Wreckfish make for tasty, sustainable eating

Image by WikipediaImage by 20080713wreckfish.jpg Wreckfish is light-tasting, local and sustainable. Give it a try.

The little-known wreckfish is becoming more popular for both its clean-tasting, light, Grouper-like qualities and its sustainable nature. It's often fished off Charleston's coast near the Charleston Bump and can be bought in fish markets or found served at area restaurants.

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Only U.S. site were wreckfish congregate enough to act as a fishery |zoom=6 |center=32.24997445586328,-79.87060546875 |width=220px |height=250px |control=Small |type=Map]

Wreckfish received their name for their tendency to inhabit wrecks or rocky terrain of the Charleston Bump.

The fish often is longer than 3 feet and more than 60 pounds, and lives at depths of 130-3,330 feet. Wreckfish can reach a length of 7 feet and 220 pounds. Though the fish can take 30 years to fully mature, it produces a lot of children so it is thought to be resilient against fishing. Also, the fish is generally caught with a line, causing little residual damage to the environment.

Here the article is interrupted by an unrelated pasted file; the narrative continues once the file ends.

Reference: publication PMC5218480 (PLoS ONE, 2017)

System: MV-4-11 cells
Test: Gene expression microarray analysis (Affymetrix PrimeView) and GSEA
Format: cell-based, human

The fish was recently talked about in Lowcountry Living, which offered three recipes:

FISH Restaurant's wreckfish provencal
Pan-seared wreckfish with orange-basil pesto
Hank's Seafood Restaurant's wreckfish with green tomato, sweet corn and blue cheese vinaigrette

You can likely get a portion at FISH Restaurant, Hank's Seafood Restaurant, or other area eateries.

The fish is rated a "best choice" by Seafood Watch, meaning the group recommends eating the fish. It is also recommended by the Sustainable Seafood Initiative, a group headed up by the S.C. Aquarium. The site also maintains a list of where to buy local seafood.

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